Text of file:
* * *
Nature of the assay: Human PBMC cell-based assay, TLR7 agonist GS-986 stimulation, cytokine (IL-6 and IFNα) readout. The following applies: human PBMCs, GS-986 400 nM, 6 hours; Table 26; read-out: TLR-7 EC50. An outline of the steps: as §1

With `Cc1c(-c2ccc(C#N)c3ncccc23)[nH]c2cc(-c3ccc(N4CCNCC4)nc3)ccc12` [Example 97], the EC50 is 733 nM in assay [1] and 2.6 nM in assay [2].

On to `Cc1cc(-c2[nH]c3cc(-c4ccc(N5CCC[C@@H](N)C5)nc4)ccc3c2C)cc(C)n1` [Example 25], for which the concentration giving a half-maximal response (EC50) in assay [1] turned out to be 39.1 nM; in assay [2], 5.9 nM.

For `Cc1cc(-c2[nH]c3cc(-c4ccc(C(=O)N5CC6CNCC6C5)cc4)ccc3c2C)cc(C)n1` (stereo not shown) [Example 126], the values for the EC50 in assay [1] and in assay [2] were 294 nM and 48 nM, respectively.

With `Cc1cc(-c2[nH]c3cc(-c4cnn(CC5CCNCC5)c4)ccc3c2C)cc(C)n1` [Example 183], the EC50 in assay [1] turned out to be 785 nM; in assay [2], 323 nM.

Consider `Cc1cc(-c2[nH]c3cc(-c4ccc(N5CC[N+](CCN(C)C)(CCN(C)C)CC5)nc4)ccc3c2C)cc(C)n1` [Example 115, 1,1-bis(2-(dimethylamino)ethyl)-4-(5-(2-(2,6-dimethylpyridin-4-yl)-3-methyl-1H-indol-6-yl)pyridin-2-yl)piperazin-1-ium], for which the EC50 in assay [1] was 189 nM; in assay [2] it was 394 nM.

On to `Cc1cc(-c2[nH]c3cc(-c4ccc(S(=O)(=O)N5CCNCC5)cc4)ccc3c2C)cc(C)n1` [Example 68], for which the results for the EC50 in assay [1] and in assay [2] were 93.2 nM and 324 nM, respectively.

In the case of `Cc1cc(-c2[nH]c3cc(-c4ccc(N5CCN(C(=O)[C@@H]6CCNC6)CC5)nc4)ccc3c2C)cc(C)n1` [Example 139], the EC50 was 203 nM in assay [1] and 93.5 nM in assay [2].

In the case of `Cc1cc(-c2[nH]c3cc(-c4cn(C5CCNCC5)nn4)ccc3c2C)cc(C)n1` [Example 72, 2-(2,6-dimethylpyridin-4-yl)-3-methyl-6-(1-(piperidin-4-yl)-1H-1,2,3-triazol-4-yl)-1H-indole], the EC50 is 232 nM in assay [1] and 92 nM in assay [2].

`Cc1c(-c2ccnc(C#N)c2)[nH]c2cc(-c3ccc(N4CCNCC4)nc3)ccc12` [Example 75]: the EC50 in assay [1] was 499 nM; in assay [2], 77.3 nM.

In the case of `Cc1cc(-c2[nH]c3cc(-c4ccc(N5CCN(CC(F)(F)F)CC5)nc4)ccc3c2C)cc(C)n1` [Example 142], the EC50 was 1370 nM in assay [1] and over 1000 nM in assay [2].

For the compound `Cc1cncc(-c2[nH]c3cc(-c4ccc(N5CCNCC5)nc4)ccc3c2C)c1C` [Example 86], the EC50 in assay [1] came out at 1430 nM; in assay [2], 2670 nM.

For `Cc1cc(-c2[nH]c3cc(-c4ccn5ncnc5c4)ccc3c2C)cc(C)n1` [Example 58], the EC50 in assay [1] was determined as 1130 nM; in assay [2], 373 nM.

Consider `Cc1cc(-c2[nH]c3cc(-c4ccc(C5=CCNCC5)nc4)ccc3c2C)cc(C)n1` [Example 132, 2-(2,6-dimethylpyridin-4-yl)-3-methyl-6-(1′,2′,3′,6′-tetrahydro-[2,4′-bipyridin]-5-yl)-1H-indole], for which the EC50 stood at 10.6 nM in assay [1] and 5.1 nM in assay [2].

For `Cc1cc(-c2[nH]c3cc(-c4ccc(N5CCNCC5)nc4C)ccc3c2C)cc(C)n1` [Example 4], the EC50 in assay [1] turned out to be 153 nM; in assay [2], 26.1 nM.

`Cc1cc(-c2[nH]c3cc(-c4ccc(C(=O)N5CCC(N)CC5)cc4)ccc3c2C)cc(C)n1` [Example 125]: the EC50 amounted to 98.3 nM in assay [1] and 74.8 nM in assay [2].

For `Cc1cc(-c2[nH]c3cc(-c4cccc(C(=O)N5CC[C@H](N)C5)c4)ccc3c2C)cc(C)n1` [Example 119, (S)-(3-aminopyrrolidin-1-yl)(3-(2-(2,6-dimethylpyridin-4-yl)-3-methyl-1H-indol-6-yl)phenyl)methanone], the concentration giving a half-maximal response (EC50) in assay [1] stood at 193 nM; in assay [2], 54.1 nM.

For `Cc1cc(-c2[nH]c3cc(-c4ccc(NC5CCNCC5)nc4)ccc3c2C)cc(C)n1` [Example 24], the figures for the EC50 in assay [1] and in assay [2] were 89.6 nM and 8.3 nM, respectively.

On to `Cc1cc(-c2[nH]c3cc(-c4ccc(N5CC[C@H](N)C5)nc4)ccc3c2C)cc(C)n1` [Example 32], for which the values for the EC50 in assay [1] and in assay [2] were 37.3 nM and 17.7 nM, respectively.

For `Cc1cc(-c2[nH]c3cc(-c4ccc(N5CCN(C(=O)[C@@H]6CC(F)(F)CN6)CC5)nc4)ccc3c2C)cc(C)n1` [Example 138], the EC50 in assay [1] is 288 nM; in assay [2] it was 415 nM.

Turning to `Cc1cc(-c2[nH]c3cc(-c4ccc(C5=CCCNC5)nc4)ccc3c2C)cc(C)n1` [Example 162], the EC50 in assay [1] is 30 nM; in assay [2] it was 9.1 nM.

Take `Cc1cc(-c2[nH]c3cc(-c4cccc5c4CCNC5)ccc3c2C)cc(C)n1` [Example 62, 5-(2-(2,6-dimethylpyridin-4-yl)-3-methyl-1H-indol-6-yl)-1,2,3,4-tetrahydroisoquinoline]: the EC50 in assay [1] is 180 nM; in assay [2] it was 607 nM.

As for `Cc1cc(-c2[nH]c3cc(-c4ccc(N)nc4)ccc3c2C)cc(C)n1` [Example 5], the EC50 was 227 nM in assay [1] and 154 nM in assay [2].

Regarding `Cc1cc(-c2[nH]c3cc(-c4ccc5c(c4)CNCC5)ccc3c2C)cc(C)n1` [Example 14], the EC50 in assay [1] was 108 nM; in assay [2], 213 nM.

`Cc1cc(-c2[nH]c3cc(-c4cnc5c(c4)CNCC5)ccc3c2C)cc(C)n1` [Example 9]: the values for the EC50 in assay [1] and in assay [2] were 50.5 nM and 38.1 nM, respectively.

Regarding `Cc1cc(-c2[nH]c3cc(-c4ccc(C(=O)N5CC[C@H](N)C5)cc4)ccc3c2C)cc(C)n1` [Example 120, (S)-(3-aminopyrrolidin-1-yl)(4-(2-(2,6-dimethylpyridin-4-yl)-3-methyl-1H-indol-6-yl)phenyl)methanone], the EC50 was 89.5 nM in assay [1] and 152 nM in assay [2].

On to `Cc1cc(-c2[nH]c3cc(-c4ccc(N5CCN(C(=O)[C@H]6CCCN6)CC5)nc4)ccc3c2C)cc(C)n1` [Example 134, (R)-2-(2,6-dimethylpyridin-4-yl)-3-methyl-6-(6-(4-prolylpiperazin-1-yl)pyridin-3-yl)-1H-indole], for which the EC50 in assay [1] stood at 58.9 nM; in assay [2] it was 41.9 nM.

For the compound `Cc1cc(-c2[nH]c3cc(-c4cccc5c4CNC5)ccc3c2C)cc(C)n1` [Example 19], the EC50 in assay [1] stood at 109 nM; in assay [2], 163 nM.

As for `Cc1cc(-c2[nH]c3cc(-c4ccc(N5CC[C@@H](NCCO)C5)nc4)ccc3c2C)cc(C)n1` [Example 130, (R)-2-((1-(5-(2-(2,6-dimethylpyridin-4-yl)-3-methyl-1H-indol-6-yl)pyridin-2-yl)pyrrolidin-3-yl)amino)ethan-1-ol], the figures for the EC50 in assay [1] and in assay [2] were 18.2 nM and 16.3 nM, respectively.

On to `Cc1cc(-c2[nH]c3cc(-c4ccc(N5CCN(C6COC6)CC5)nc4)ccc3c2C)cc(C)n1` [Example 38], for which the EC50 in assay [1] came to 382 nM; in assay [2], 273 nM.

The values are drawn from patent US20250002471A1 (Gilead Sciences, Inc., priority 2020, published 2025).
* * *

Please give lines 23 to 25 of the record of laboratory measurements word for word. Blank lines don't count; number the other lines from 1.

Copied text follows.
As for `Cc1cc(-c2[nH]c3cc(-c4ccc(N)nc4)ccc3c2C)cc(C)n1` [Example 5], the EC50 was 227 nM in assay [1] and 154 nM in assay [2].

Regarding `Cc1cc(-c2[nH]c3cc(-c4ccc5c(c4)CNCC5)ccc3c2C)cc(C)n1` [Example 14], the EC50 in assay [1] was 108 nM; in assay [2], 213 nM.

`Cc1cc(-c2[nH]c3cc(-c4cnc5c(c4)CNCC5)ccc3c2C)cc(C)n1` [Example 9]: the values for the EC50 in assay [1] and in assay [2] were 50.5 nM and 38.1 nM, respectively.